How did students perform in U.S. history?
In 2018, the average U.S. history score for eighth-grade students was 4 points lower compared to 2014. The 2018 average score was higher than that in 1994, the first assessment year.
A summary of the results from the 2018 U.S. history assessment can be found in the Report Card Highlights.
More detailed U.S. history assessment results are available throughout this Report Card.
The NAEP U.S. history assessment measures studentsâ€™ knowledge and understanding of U.S. history in all its complexity â€“ its major themes, periods, events, people, ideas, turning points, movements and historical sources. The assessment examines studentsâ€™ understanding of chronology, differing perspectives across time, and their grasp of historical facts and contexts. The purpose of the assessment is to probe studentsâ€™ knowledge of history as well as their ability to analyze how the past influences the present, to evaluate historical evidence, and to make sound generalizations and conclusions. Learn more about the NAEP U.S. history framework.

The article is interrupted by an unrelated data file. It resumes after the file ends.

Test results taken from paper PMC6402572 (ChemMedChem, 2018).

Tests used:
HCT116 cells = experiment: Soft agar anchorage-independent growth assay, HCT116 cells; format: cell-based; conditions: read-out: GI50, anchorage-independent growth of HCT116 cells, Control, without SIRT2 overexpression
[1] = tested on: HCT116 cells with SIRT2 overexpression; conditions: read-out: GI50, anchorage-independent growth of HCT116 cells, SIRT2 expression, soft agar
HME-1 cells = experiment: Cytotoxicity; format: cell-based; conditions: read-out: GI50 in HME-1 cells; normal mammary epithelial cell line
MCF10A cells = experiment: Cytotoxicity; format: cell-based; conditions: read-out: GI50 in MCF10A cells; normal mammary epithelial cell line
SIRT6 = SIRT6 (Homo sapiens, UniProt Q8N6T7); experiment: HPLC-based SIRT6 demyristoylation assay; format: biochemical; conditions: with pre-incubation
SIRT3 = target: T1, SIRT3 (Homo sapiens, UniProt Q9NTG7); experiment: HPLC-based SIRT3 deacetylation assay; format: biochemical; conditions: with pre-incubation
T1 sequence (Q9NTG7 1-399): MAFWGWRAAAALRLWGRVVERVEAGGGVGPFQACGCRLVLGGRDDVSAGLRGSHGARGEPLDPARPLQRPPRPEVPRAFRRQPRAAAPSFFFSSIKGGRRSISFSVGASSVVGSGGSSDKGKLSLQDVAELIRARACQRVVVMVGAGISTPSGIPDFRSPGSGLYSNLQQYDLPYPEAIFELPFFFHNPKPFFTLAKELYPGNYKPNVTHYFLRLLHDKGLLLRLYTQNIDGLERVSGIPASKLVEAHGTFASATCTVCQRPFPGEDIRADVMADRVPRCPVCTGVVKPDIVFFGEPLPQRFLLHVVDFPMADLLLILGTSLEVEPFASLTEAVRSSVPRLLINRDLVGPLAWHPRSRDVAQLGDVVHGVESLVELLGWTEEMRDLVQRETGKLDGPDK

- The U.S. history assessment was administered between January and March of 2018.
- A nationally representative sample of approximately 16,400 eighth-graders from about 780 schools across the nation participated in 2018.
- This was the first digitally based U.S. history assessment; previously it was administered only in a paper-based format. For this administration, students were randomly assigned to take either the digitally based assessment or the paper-based assessment.
- Students answered questions related to U.S. history for approximately 60 minutes.
- Survey questionnaires were administered to students, teachers, and school administrators.
The Story of NAEP
The National Assessment of Educational Progress (NAEP) is a continuing and nationally representative measure of trends in academic achievement of U.S. elementary and secondary students in various subjects. It is the largest continuing and nationally representative assessment of what our nation's students know and can do in select subjects. It was first administered in 1969 to measure student achievement nationally. Teachers, principals, parents, policymakers, and researchers all use NAEP results to assess progress and develop ways to improve education in the United States.